Summary: Irrational decision making may be due to a lack of mental effort rather than emotions, a new study reports.
If you participate in a study in my lab, the Huettel Lab at Duke, you may be asked to play an economic game. For example, we may give you $20 in house money and offer you the following choice:
- Keep half of the $20 for sure
- Flip a coin: heads you keep all $20; tails you lose all $20
In such a scenario, most participants choose 1, preferring a sure win over the gamble.
Now imagine this choice, again starting with $20 in house money:
- Lose half of the $20 for sure
- Flip a coin: heads you keep all $20; tails you lose all $20
In this scenario, most participants prefer the gamble over a sure loss.
If you were paying close attention, you’ll note that both examples are actually numerically identical – keeping half of $20 is the same as losing half of $20 – but changing whether the sure option is framed as a gain or a loss results in different decisions to play it safe or take a risk. This phenomenon is known as the Framing Effect. The behavior that it elicits is weird, or as psychologists and economists would say, “irrational”, so we think it’s worth investigating!
In a study published March 29 in the Journal of Neuroscience, my lab used brain imaging data to test two competing theories for what causes the Framing Effect.
One theory is that framing is caused by emotion, perhaps because the prospect of accepting a guaranteed win feels good while accepting a guaranteed loss feels scary or bad. Another theory is that the Framing Effect results from a decision-making shortcut. It may be that a strategy of accepting sure gains and avoiding sure losses tends to work well, and adopting this blanket strategy saves us from having to spend time and mental effort fully reasoning through every single decision and all of its possibilities.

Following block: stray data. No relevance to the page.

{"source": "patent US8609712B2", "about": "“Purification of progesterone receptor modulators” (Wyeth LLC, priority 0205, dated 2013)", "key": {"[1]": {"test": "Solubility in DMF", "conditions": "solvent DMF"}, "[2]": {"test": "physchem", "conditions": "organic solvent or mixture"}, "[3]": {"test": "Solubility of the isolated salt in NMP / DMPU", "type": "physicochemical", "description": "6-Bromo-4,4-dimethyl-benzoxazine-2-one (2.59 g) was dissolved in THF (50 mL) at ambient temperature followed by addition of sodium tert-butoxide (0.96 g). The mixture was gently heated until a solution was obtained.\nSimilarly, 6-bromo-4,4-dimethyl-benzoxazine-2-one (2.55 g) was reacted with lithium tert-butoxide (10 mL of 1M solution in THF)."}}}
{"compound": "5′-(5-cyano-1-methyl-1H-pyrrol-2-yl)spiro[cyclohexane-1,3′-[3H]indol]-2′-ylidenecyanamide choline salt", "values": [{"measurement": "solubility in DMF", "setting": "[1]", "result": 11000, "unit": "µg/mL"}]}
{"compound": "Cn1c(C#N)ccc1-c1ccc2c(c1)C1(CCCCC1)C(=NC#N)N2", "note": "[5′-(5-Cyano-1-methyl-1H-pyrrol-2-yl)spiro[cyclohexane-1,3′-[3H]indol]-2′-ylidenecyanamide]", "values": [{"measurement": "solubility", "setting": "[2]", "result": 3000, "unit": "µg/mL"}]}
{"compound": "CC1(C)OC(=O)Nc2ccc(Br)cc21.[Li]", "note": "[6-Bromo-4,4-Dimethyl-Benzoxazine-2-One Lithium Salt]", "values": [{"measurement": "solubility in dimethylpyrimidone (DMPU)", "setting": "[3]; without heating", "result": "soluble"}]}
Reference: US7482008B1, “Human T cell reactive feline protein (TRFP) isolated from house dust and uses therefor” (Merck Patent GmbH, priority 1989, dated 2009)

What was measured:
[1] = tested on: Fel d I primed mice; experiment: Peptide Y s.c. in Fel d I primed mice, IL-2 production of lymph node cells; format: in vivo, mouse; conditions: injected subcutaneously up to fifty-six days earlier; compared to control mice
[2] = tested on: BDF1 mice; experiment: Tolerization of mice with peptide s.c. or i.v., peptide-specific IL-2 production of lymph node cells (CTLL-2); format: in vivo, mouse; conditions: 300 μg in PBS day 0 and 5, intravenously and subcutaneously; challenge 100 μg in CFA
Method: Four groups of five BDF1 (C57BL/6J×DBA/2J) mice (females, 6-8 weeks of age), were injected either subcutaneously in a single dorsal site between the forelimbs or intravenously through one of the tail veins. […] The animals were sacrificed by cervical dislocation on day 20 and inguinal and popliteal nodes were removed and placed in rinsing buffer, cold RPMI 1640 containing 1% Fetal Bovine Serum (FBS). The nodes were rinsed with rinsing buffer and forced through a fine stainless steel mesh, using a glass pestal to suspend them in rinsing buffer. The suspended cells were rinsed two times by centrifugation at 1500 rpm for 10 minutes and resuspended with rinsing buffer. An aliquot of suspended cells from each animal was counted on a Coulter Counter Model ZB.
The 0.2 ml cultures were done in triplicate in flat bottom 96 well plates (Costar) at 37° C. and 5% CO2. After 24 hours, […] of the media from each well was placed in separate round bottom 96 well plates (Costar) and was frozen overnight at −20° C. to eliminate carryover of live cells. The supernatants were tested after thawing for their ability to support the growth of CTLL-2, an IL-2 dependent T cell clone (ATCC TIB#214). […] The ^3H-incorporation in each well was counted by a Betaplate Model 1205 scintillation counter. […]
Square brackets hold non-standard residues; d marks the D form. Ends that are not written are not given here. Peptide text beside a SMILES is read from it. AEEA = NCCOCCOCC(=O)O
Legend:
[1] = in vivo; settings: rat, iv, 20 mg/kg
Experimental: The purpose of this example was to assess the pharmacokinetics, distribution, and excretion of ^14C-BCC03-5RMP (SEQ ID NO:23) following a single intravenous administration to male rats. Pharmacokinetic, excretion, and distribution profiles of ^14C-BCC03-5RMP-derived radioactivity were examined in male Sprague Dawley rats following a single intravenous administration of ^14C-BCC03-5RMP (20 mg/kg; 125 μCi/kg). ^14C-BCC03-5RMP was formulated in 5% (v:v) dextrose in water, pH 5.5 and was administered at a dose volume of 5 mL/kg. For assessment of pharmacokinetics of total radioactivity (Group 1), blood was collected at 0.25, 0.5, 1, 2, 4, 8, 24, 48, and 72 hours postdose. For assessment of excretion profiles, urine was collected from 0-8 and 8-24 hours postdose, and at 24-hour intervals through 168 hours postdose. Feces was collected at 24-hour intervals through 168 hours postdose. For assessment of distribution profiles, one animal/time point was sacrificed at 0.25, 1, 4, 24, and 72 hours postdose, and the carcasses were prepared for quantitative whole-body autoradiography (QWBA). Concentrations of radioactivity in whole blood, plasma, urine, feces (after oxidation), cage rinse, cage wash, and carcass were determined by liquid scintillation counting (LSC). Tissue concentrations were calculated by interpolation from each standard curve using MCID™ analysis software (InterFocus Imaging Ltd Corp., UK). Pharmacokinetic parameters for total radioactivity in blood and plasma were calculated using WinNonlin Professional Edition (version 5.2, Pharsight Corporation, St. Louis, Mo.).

Using functional magnetic resonance imaging (fMRI), we measured brain activity in 143 participants as they each made over a hundred choices between various gambles and sure gains or sure losses. Then we compared our participants’ choice-related brain activity to brain activity maps drawn from Neurosynth, an analysis tool that combines data from over 8,000 published fMRI studies to generate neural maps representing brain activity associated with different terms, just as “emotions,” “resting,” or “working.”
As a group, when our participants made choices consistent with the Framing Effect, their average brain activity was most similar to the brain maps representing mental disengagement (i.e. “resting” or “default”). When they made choices inconsistent with the Framing Effect, their average brain activity was most similar to the brain maps representing mental engagement (i.e. “working” or task”). These results supported the theory that the Framing Effect results from a lack of mental effort, or using a decision-making shortcut, and that spending more mental effort can counteract the Framing Effect.
Then we tested whether we could use individual participants’ brain activity to predict participants’ choices on each trial. We found that the degree to which each trial’s brain activity resembled the brain maps associated with mental disengagement predicted whether that trial’s choice would be consistent with the Framing Effect. The degree to which each trial’s brain activity resembled brain maps associated with emotion, however, was not predictive of choices.